All Things Considered on AM 870 NewsTalk

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On May 3, 1971, at 5 p.m., All Things Considered debuted on 90 public radio stations.

In the 40 years since, almost everything about the program has changed, from the hosts, producers, editors and reporters to the length of the program, the equipment used and even the audience.

However there is one thing that remains the same: each show consists of the biggest stories of the day, thoughtful commentaries, insightful features on the quirky and the mainstream in arts and life, music and entertainment, all brought alive through sound.

All Things Considered is the most listened-to, afternoon drive-time, news radio program in the country. Every weekday the two-hour show is hosted by Robert SiegelMichele Norris and Melissa Block. In 1977, ATC expanded to seven days a week with a one-hour show on Saturdays and Sundays, currently hosted by Guy Raz.

During each broadcast, stories and reports come to listeners from NPR reporters and correspondents based throughout the United States and the world. The hosts interview newsmakers and contribute their own reporting. Rounding out the mix are the disparate voices of a variety of commentators, including Sports Commentator Stefen Fastis, Poet Andrei Codrescu and Political Columnists David Brooks and E.J. Dionne,

All Things Considered has earned many of journalism's highest honors, including the George Foster Peabody Award, the Alfred I. duPont-Columbia University Award and the Overseas Press Club Award.

Even a century since his birth, American "splatter artist" Jackson Pollock still provokes heated debate about the very definition of art.

Was a man who placed a canvas on the floor and dripped paint straight from the can actually creating a work of art?

"It's very hard if you try to build the paint up to this extent with this many colors and not achieve mud," says National Gallery of Art curator Harry Cooper.

Everyone knows what an Oreo cookie is supposed to be like. It's round, black and white, and intensely sweet. Has been for 100 years. But sometimes, in order to succeed in the world, even the most iconic product has to adapt.

In China, that meant totally reconsidering what gives an Oreo its Oreoness.

At first, though, Kraft Foods thought that the Chinese would love the Oreo. Who doesn't? They launched the product there in 1996 as a clone of the American version.

Giffords Makes A Tearful Farewell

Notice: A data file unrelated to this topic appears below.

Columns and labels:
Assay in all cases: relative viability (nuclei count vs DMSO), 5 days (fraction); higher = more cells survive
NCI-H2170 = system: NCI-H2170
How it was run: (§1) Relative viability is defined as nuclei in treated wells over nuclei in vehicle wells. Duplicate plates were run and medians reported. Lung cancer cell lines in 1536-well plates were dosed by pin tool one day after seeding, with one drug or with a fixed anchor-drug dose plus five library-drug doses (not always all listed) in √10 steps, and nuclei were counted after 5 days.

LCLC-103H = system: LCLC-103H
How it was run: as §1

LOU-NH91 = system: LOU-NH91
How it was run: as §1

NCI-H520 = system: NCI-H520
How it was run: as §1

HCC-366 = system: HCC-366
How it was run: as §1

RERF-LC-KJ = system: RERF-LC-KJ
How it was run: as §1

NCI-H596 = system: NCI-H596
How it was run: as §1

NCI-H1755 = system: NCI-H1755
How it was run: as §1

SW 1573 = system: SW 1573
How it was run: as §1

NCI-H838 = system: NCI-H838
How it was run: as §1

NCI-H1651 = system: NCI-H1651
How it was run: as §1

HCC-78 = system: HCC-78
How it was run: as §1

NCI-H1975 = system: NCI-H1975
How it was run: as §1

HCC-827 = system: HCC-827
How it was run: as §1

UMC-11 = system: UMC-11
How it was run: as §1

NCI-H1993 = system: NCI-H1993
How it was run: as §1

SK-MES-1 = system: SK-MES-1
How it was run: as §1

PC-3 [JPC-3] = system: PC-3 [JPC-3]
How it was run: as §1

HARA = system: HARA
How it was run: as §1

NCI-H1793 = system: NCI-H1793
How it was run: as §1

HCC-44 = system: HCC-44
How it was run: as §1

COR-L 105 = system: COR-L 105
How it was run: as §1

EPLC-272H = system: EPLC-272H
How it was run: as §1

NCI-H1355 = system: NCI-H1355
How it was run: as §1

Jan 25, 2012

Arizona Rep. Gabby Giffords took to the House floor Wednesday one last time to say good-bye, for now, to her colleagues. It was an emotional scene as she handed in her resignation, a little more than a year after being gravely injured in an assassination attempt.

As snowstorms hit the country today, All Things Considered revisits a vivid story that choreographer and dancer Bill T. Jones shared about one winter song. It originally aired Dec. 13, 2011.

AIDS activists haven't always been happy with Barack Obama. But many of them were on this Worlds AIDS Day.

The president used the occasion to pledge a 50 percent increase in the number of HIV-infected people getting treatment through the President's Emergency Plan for AIDS Relief, or PEPFAR — from around 4 million now to 6 million by the end of 2013.

The song "Moves Like Jagger" has been on the Billboard Hot 100 for five months — it peaked at No. 1 and is still holding on at No. 5. The band behind the song is Maroon 5, led by singer and songwriter Adam Levine, who is also a coach on the TV singing competition The Voice.

Letters: A Thanksgiving Tale

Nov 25, 2011

Transcript

GUY RAZ, HOST:

It's ALL THINGS CONSIDERED from NPR News. I'm Guy Raz. And now it's time for your letters - all about our annual Thanksgiving Day story by writer Bailey White. This year, Bailey told us about a Florida painter who moved to Vermont, where he has trouble fitting in. At a neighbor's suggestion, he turns to raising turkeys.

Guy Raz talks with our weekly commentators, E.J. Dionne of The Washington Post and the Brookings Institution and David Brooks of The New York Times, about Congress' tough spot, observations on the political divide, economic mobility and disagreement over core values.

Mitt Romney was campaigning in Iowa on Wednesday, raising his flag a bit higher in the state that begins the presidential nominating process with its caucuses on Jan. 3.

Ismet Prcic is the author of Shards.

Have you ever read a novel that is so propulsive you don't want to put it down (not even to play with your new kitten), and so well-plotted that it doesn't reveal itself to you until its 288th page — which just happens to be the book's final page as well? Marabou Stork Nightmares by Irvine Welsh is that kind of a novel.

On first glance, if you simply picked it up and shuffled its pages, it might not look appealing to some readers.

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